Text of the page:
Reddit finally rolls out its native poll feature for all communities

Brittany A. Roston - Mar 24, 2020, 5:39 pm CDT
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Reddit finally rolls out its native poll feature for all communities

Anonymous social media platform Reddit has rolled out a new major feature that enables anyone to poll other users on the site. With this new poll feature, communities (that don’t disable the tool) will enable their members to ask other users for their opinions on topics and gather other information when relevant. Until now, users were forced to use third-party polling options for these tasks.

The new poll feature is exactly what it sounds like: users can submit a question using the new ‘poll’ tab on the compose page, then add up to six questions for users to choose from. These polls are then submitted to the subreddit’s community where users can contribute their answers. This makes it possible to get snapshots of demographics, beliefs, and more.

Communities that aren’t interested in polling can disable the feature, meaning users will still only be able to submit text posts, images, or whatever the community is focused on. Poll titles can be up to 300 characters long; users can choose the duration the poll will be open for voting, as well. Text posts can be submitted with the poll questions.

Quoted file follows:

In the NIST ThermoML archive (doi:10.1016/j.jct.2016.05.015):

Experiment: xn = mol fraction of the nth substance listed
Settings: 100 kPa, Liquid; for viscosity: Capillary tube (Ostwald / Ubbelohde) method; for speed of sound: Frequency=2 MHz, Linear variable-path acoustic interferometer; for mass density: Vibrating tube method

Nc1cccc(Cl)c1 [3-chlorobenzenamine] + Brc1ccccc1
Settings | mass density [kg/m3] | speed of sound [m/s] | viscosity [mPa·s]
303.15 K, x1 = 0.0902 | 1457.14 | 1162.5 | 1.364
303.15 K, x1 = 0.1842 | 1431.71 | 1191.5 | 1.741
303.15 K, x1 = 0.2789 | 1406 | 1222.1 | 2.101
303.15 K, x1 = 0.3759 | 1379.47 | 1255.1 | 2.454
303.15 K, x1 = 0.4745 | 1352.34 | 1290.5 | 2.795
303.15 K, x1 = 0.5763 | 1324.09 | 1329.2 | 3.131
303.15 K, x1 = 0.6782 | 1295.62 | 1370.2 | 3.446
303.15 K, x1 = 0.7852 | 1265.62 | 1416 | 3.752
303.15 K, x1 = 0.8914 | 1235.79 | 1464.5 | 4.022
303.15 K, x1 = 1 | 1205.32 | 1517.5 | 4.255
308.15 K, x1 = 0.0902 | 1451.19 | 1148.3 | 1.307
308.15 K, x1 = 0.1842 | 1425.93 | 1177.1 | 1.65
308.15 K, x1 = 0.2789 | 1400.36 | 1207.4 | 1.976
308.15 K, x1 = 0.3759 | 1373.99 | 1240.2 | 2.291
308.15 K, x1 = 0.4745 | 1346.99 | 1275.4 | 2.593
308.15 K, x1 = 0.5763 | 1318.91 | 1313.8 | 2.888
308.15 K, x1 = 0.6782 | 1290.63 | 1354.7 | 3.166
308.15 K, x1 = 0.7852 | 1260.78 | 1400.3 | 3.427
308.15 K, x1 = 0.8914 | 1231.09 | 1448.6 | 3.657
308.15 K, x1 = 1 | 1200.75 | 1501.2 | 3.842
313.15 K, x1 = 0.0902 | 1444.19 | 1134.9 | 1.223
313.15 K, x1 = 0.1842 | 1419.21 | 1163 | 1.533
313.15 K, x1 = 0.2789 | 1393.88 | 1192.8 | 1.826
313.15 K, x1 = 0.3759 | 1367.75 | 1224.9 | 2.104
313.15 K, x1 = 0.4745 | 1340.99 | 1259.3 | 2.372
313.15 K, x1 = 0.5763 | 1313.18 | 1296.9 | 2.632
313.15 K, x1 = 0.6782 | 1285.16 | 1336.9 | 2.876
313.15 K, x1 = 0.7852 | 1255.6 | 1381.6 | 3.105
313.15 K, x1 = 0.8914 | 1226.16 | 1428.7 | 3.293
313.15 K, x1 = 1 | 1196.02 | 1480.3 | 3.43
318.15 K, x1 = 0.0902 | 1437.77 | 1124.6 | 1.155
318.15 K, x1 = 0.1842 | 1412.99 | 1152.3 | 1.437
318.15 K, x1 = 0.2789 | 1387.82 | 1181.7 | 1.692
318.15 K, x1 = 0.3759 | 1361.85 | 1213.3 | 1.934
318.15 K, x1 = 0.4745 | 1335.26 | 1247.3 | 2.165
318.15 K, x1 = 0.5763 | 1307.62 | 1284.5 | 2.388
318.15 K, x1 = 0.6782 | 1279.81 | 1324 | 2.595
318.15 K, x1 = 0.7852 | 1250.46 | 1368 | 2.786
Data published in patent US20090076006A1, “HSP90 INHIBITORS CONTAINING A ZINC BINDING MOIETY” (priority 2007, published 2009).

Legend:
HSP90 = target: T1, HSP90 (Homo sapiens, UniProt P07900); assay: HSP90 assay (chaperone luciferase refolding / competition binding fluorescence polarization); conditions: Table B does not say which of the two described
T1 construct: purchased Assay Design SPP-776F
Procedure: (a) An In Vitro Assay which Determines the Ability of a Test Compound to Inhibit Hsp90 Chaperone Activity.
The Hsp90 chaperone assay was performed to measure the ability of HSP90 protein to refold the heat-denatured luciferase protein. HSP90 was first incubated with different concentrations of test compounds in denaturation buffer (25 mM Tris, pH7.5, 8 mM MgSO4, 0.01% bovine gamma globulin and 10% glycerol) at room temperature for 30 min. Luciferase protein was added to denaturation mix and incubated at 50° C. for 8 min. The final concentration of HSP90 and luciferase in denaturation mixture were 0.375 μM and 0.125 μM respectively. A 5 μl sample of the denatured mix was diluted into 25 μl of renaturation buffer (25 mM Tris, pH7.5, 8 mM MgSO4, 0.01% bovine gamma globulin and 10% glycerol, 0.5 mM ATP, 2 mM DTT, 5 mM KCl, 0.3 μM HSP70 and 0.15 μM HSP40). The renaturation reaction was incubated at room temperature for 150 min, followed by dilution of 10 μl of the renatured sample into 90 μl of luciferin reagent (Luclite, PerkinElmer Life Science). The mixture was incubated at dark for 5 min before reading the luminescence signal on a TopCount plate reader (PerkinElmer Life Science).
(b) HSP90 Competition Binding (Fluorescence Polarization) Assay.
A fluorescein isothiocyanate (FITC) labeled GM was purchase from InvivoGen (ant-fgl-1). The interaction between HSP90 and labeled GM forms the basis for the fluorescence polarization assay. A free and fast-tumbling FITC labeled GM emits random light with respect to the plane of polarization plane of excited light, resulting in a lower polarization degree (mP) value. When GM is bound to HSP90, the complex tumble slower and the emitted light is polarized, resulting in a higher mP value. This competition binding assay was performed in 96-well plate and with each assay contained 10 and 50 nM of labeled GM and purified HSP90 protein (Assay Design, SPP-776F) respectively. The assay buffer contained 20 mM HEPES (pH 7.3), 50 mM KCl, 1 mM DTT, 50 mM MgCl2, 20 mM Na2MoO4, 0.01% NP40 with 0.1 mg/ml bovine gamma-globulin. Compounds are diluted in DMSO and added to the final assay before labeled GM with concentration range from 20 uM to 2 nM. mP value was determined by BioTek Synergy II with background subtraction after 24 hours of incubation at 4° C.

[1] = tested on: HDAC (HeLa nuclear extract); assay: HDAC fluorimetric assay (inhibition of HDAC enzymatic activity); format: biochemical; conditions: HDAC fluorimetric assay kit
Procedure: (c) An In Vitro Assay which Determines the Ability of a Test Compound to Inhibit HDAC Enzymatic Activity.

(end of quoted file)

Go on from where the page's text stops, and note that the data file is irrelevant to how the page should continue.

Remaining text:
Polls can be live for up to a week, meaning they can gather quite a few contributions from users. According to Reddit, its users were creating thousands of polls monthly using third-party services before the arrival of this native polling feature.

Of course, polls are not restricted to only the communities in which they’re published, meaning they may end up reflecting the attitudes, beliefs, or opinions of people outside of the communities. Despite that, they may still be a fun addition and, at times, prove useful for gathering data.


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